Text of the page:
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Two-photon imaging

Illustration of single photon vs two photon excitation


Two-photon excitation microscopy (TPEM) utilises the two-photon absorption process to achieve much deeper imaging than laser scanning confocal microscopy (LSCM). When densely packed, in time and space, two photons can be absorbed in one event by a fluorophore, causing it to fluoresce. Due to the requirements for two-photon absorption to occur a particular type of laser source must be used: one with very short intense pulses of light. It is also through this requirement that TPEM produces inherently sectioned images - only the volume within the focal spot of the laser fluoresces i.e. there is no 'out-of-focus' flourescent light. Compare this with LSCM in which for each spot measured a volume of excitation occurs with a pinhole being used to mechanically reject the out-of-focus components.

So the 2-photon absorption gives natural sectioning with no pinhole or descanning required; where does the deeper imaging come from? Using longer wavelengths allows deeper penetration of samples as depth is very much affected by scattering of the light. The scattering cross-section of a particle is inversely related to the wavelength to the power 4 - so longer wavelengths mean substantially less scattering. As the 2-photons required must be (approximately, but more on that later) half the energy each of that required for excitation to occur, therefore wavelength is approximately double as energy is inversely proportional to wavelength.

In short: two-photon excitation occurs at roughly twice the wavelength (half the energy) of the single photon excitation, longer wavelengths mean less scattering and the probability of photons adding together means this really only happens at the focus of an high power pulsed laser.

Things to know before using a 2-photon microscope

The differences between 2 x single photon excitation and actual 2-photon excitation

a) single photon excitation spectra for various red fluorescent protiens b) 2-photon cross-section for same red fluorescent proteins as shown in (a)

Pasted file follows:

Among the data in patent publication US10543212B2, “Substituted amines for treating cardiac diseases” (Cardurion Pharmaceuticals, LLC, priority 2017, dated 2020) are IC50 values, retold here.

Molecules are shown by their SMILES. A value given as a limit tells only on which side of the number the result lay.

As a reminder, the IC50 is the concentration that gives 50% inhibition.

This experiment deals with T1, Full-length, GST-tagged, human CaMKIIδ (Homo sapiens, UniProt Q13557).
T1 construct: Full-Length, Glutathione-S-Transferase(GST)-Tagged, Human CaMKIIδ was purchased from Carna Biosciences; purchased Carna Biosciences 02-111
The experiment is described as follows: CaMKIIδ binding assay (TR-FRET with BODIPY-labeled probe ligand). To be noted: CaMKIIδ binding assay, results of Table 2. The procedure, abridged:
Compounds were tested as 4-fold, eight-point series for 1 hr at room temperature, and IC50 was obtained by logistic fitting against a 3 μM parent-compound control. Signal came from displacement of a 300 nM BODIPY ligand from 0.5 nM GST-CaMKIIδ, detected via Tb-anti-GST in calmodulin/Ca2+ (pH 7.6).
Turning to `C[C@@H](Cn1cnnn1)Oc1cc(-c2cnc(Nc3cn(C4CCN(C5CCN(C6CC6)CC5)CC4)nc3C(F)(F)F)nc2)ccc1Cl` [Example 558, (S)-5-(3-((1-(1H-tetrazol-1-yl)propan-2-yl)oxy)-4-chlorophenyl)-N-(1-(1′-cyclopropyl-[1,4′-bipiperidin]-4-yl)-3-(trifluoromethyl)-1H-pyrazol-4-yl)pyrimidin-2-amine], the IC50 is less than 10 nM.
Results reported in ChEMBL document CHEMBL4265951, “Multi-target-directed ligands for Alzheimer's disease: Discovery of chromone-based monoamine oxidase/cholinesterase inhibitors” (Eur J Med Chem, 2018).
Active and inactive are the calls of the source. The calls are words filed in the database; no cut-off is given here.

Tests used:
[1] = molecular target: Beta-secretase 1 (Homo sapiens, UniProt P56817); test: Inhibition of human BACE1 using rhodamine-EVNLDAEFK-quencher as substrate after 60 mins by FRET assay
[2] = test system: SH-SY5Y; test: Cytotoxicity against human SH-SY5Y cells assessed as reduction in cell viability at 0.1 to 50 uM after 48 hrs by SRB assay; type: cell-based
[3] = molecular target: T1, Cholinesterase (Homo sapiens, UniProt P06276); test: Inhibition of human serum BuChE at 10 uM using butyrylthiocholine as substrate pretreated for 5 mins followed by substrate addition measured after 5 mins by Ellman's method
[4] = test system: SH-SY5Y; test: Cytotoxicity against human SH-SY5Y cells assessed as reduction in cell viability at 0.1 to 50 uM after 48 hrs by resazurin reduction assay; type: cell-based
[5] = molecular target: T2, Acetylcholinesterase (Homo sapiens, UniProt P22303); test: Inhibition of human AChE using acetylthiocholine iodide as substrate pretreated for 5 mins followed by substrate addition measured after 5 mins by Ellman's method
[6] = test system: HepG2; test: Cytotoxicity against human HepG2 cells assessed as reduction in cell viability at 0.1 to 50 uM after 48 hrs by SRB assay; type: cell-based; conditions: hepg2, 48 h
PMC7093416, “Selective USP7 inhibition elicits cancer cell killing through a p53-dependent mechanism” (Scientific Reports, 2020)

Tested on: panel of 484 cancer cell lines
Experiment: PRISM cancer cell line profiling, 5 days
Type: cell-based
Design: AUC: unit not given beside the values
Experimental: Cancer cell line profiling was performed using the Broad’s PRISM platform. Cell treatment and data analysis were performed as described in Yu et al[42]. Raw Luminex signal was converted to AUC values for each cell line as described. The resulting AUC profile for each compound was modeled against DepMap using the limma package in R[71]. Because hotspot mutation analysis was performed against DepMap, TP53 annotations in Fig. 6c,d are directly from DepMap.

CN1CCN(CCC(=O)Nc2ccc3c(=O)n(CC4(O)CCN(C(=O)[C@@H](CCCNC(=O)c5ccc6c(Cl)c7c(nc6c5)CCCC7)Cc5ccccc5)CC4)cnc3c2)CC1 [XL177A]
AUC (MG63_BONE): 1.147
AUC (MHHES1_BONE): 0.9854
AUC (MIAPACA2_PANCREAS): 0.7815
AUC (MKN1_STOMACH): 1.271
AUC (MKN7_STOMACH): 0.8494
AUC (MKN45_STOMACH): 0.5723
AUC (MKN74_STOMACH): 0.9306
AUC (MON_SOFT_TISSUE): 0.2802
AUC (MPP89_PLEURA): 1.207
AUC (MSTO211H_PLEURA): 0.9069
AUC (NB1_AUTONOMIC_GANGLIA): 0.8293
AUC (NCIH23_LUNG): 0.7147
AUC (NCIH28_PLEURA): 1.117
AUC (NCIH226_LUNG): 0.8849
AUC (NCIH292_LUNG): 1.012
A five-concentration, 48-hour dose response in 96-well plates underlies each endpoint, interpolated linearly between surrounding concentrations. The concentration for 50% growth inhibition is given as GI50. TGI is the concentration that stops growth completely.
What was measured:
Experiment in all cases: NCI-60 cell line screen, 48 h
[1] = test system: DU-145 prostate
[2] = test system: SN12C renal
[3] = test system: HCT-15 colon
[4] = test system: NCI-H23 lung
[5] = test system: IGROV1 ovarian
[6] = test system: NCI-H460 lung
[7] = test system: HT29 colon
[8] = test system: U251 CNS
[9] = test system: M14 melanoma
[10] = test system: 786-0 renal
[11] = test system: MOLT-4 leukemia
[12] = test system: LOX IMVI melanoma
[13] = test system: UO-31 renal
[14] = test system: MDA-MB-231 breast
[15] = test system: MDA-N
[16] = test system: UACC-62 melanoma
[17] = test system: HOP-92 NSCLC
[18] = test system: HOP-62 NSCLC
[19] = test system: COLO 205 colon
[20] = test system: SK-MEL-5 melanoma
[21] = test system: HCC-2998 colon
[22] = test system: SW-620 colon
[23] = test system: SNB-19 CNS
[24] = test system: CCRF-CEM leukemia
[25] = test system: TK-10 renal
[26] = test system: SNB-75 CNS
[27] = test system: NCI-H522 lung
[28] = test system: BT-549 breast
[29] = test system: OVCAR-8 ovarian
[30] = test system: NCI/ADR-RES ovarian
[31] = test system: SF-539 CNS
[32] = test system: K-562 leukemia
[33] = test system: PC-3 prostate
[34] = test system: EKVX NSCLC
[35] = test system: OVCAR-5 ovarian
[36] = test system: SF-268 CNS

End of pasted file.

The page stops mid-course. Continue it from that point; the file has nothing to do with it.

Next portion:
One of the most striking differences between one and two photon excitation (other than depth of imaging) is the difference in their excitation spectra for the same flurochrome. As such it is important to assess the cross-section of the combinations of fluorescent markers you wish to use in your samples with the excitation laser wavelength range available. Various cross-section profiles can be seen above (figures shown are from [1]).

CAIC's 2-photon microscope

Importantly, our microscope is an upright microscope. Please make sure your sample is mounted such that it can be imaged with an upright microscope with a 2mm working distance water immersion lens. Our microscope is also equipped with a Dual line Spectra-Physics Insight DeepSee. The laser has a tunable line from 680-1300nm with more than 1W average power across the range and a fixed laser line at 1040nm (600mW). Using these two laser lines in combination we can efficiently, and simultaneously, excite a wide variety of fluorescent probe combinations.


[1] Two-photon absorption properties of fluorescent proteins. Mikhail Drobizhev, Nikolay S Makarov, Shane E Tillo, Thomas E Hughes & Aleksander Rebane. Nature Methods 8, 393-399 (2011).

[2] Two-photon fluorescence absorption and emission spectra of dyes relevant for cell imaging. F Bestvater et al. Journal of Microscopy 208, 108-115 (2002)